The whole thing takes about 15 minutes. It’s short. I feel a bit tired afterwards. My skin is red now, like a sunburn.

The worst part is that it is everyday. Going to and from the hospital is a constant reminder of illness. Because I’m training for the walk(!), I try to walk to and from the hospital (about 30-40 minutes each way).  I have to keep the radiated part of my body out of the sun. So even on hot days I often have to wear a scarf or jacket and hop from shade to shade, avoiding the sun and lingering in the shadows. And I am tired. But otherwise, it is okay.

On most days, I fee like this:

Happy!

Happy!

Because I get to hang out with this:

Love!

Love!

And I believe this:

You know it!

You know it!

Only 1o more sessions to go. The countdown continues.

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Walking the walk

Taken this weekend at Brickworks.

Taken this weekend at Brickworks.

On all my visits to Princess Margaret hospital, and over the last several months there have been many, I’ve noticed this big, huge banner  over the entrance. It says “I believe we will conquer cancer in our lifetime.” Every time I see that sign, I feel a surge of hope and think, Yes, please let that be true.

“I believe we will conquer cancer in our lifetime.” On September 7th, we are planning to walk 32km to help Princess Margaret Cancer Centre’s raise money to fund research to help make this come true. Over the course of the last several months, all of you have been so generous with your offers to help. You sent food, drink, cards, flowers and well-wishes and it has all been amazing. Now, I’m asking if you can support us on this walk. There are several different ways you can help:

1) Walk with us! We’d love to have as many people as possible walking with us that day. It raises awareness and it raises money.

2) Donate – Donations big or small are welcome! A tax receipt is issued for donations over $20.

3) Babysit – We’ll need some friends/family to watch Nate on days we’d like to train and on the actual walk day.

4) Share this page, to raise awareness and encourage donations.

Thank you so much for any help/support you can give. Just a few months ago, I could barely walk 30 minutes without my feet breaking out in a chemo-induced rash. Now, I’m training to do a 32 km walk. It makes me so happy to be coming out of the toughest fight of my life. I hope you’ll join us in raising money so other women, sisters, mothers, daughters, wives, and friends will not have to go through what I did.

Princess Margaret is one of the top cancer centers in North America. Just a couple weeks ago, they made a breakthrough announcement about a potentially revolutionary new drug they are developing. The drug would more successfully target cancer cells and could potentially be used to treat breast, ovarian, lung, pancreas and colon cancers. Much of the research has been funded by money raised by the walk to end women’s cancers.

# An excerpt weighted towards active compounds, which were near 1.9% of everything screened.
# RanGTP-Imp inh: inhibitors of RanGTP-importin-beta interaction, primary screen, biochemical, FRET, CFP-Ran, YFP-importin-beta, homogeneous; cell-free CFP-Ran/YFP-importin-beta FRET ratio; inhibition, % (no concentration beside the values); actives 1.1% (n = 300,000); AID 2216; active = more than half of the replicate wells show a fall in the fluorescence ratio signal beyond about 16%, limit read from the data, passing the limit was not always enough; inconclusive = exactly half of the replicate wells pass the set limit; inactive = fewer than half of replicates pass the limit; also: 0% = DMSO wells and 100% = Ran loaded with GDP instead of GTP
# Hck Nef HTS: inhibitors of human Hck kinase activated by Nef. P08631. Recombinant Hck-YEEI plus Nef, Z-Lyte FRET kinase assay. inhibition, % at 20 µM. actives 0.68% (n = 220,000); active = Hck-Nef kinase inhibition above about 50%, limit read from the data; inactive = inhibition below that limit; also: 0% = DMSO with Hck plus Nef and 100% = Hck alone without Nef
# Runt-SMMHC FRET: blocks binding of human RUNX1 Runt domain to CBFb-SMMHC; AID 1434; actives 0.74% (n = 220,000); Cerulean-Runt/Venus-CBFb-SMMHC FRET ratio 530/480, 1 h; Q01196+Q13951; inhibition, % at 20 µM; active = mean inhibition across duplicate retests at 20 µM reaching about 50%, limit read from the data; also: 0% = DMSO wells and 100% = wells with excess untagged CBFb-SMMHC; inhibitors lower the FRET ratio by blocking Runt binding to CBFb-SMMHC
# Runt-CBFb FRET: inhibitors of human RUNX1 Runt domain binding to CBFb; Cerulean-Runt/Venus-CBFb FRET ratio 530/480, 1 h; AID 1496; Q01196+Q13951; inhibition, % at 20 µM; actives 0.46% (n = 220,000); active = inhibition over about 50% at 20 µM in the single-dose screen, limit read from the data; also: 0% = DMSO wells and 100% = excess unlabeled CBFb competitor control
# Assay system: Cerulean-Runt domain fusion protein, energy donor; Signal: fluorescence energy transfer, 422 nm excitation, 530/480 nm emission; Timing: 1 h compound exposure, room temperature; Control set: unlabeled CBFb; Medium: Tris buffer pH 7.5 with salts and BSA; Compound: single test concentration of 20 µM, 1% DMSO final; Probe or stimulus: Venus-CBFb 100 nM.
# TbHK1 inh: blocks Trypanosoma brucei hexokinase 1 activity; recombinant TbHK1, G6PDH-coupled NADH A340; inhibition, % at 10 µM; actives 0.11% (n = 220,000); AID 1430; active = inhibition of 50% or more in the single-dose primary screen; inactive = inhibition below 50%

“I truly believe in this important discovery and its therapeutic potential for cancer patients,” stated Dr. Slamon, best known for his discovery and development of the cancer drug Herceptin. “I am also astounded by the philanthropic generosity of Princess Margaret donors who believe in this project just as much as our teams working in the labs here in Toronto at The Princess Margaret and at UCLA. This milestone could never have been achieved without their support and belief in our collaborative team. I have had the pleasure of attending several events for The Shoppers Drug Mart Weekend To End Women’s Cancers. While addressing the crowds, I have witnessed the passion of the walker community.”

I believe we will conquer cancer in our lifetime. 

Please contribute if you can. Click here. 

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This Blog is a Love Letter

Happy Father's Day!

Happy Father’s Day!

In the past, I’ve worried about the publicness of writing about illness. This concern with publicness is a common theme in a lot of blogs written by moms of young children. Will my child grow up and be embarrassed by such a public account of their early lives? I certainly hope not. Some people think of a blog as a very public diary, a way to share their daily experiences with their family, friends and perhaps a wider circle, as a way to make people follow along on their adventures, to commiserate when they are having a hard time. It’s for getting support and making new connections.

This blog is about those things too, but I don’t really see this blog as a diary; I see it as a love letter.

It’s a love letter for my family and friends and for life in general. And really it is for Mitchell, who makes me happy even in the saddest, scariest times. And it is for Nate, because everything is.

I hope everyone had a Happy Father’s Day! And I’m sending a special batch of love to my dad, my dad-in-law and Mitchell.